Toko-pa Turner, author of the profoundly wise and beautiful book Belonging, writes:


“Every separation you make from a person or place that cannot meet you where you stand is a step towards your community of true belonging.  Not everyone will share your values, but in the act of turning away from those who don’t, you are also turning towards those that do.”


This is so very true, but I think there’s also a more important form of belonging that occurs when you must turn away from a place or a group to which you once belonged: it’s a belonging to yourself.  It’s a commitment to the person you’re becoming that is so deep that you will risk one of the most important human requirements – belonging – in order to belong more fully to who you are and what matters most to you.


May you find your way home – both to yourself and to the people who can embrace you in your becoming.


The Becoming Podcast has been on a short hiatus while I focus on writing my book, but oh what a comeback episode I have for you!

This month, I spoke to Toko-pa Turner, who many of you may know as the unofficial patron saint of many of my circles and gatherings because of the sheer number of times I’ve quoted from the wisdom of her book, Belonging.

Toko-pa is a Canadian author, teacher, and dreamworker. Blending the mystical teachings of Sufism in which she was raised with a Jungian approach to dreams, she founded The Dream School in 2001, from which thousands of students have graduated. She is the author of the award-winning book, Belonging: Remembering Ourselves Home, which explores the themes of exile and belonging through the lens of dreams, mythology, and nature. This book has resonated for readers worldwide, and has been translated into 10 different languages so far. Her work focuses on the relationship between psyche and nature, and how to follow our inner wisdom to meet with the social, psychological, and ecological challenges of our time.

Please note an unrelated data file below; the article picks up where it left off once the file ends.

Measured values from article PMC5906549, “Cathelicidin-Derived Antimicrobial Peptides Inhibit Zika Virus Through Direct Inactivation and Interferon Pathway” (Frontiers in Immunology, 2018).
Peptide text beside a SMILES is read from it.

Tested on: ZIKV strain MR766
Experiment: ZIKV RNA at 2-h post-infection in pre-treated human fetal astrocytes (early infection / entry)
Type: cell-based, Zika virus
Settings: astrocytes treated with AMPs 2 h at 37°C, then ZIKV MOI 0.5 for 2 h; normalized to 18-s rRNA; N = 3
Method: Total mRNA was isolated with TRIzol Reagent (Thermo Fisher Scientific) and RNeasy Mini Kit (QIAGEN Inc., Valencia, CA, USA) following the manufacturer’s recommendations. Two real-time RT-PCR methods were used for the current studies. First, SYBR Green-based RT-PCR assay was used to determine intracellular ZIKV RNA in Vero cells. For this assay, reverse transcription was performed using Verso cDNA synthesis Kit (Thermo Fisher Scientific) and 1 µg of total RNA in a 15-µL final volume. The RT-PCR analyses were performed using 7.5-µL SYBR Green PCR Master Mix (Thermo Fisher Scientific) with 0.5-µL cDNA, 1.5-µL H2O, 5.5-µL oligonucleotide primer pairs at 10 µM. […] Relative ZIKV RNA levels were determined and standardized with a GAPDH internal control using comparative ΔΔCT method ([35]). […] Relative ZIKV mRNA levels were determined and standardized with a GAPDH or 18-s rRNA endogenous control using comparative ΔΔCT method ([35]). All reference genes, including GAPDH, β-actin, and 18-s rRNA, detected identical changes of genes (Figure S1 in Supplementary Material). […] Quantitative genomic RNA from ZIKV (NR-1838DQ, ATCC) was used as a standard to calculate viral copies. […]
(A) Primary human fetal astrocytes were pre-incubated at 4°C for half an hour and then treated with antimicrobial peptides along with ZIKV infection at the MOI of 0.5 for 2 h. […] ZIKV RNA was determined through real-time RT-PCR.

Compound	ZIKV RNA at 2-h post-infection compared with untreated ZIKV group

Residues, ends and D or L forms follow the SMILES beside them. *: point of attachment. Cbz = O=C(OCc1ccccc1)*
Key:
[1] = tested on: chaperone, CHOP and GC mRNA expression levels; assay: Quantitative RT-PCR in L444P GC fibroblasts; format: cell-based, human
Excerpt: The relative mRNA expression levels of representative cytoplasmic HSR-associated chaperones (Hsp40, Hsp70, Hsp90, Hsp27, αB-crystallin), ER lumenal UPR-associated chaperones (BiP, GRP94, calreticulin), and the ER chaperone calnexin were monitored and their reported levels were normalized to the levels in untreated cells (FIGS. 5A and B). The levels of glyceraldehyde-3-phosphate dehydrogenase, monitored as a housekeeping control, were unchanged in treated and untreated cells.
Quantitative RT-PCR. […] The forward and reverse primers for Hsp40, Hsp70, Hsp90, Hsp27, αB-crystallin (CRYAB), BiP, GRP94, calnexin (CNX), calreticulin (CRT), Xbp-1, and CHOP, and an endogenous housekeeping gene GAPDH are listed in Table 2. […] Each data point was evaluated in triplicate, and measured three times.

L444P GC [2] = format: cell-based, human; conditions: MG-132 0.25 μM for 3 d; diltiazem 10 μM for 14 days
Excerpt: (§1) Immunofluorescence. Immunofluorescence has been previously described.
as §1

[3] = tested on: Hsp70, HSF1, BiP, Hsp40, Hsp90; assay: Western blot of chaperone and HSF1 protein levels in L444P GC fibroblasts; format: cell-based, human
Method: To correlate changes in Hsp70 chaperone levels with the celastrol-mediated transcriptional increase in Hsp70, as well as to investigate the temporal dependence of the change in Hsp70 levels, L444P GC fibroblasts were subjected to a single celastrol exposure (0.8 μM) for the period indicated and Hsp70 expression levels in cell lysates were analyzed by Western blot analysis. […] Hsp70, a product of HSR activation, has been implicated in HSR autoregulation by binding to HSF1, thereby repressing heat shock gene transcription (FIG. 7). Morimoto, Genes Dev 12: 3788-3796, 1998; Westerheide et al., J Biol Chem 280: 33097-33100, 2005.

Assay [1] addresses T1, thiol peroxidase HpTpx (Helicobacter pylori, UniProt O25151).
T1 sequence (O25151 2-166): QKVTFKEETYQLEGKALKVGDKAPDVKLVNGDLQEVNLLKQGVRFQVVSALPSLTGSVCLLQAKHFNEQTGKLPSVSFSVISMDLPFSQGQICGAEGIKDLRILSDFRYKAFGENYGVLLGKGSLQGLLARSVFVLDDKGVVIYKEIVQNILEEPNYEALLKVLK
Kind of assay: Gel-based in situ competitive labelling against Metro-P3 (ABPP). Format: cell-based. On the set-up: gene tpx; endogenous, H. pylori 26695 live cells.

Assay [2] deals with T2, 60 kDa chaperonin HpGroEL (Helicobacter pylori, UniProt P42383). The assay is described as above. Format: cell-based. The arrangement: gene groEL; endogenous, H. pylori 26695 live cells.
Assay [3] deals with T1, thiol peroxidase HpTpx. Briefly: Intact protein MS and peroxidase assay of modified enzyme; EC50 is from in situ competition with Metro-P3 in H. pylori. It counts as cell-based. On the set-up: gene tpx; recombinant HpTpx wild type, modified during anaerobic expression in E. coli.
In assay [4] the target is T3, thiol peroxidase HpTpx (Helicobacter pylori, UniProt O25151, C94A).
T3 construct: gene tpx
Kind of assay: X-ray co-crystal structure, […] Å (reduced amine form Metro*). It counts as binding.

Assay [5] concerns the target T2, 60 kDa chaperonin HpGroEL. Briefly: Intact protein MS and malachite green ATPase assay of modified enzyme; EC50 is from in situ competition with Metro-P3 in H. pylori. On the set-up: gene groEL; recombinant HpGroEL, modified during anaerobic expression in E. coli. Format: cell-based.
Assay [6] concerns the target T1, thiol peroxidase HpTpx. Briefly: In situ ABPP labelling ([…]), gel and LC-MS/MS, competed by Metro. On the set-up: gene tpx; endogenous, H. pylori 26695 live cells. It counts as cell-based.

Here’s some of what Toko-pa and I talk about in this episode:

> The dream that changed Toko-pa’s life, causing her to question her career and, ultimately, her identity

> How we can court our dreams to support us during times of radical transformation – and the reasons so many of us have a hard time remembering and working with what shows up in our dreamscape

> Toko-pa’s perspective on the message of Belonging after the divisiveness our society has experienced in the years since it was published

> What happened for both Toko-pa and I when we fell out of belonging from the ideologies of the “wellness world”

> How to build community when you’re under-resourced

> “The Big Lie” when it comes to belonging, and how we can reclaim a sense of belonging to the greater family of things, as Mary Oliver so famously wrote

Listen to the episode on iTunes


Show Notes

Toko-pa’s Website

Belonging:  Remembering Ourselves Home, Toko-pa’s book

The David Abram video about animism mentioned in the interview

Toko-pa’s self-guided program, Dream Drops

Companion, the program that accompanies Belonging


Also, while you’re at it, if you enjoy The Becoming Podcast, I would be so grateful if you would rate and review, and even subscribe to it on iTunes.  That goes a long way to helping more and more people find and benefit from hearing these interviews!  Thank you so much!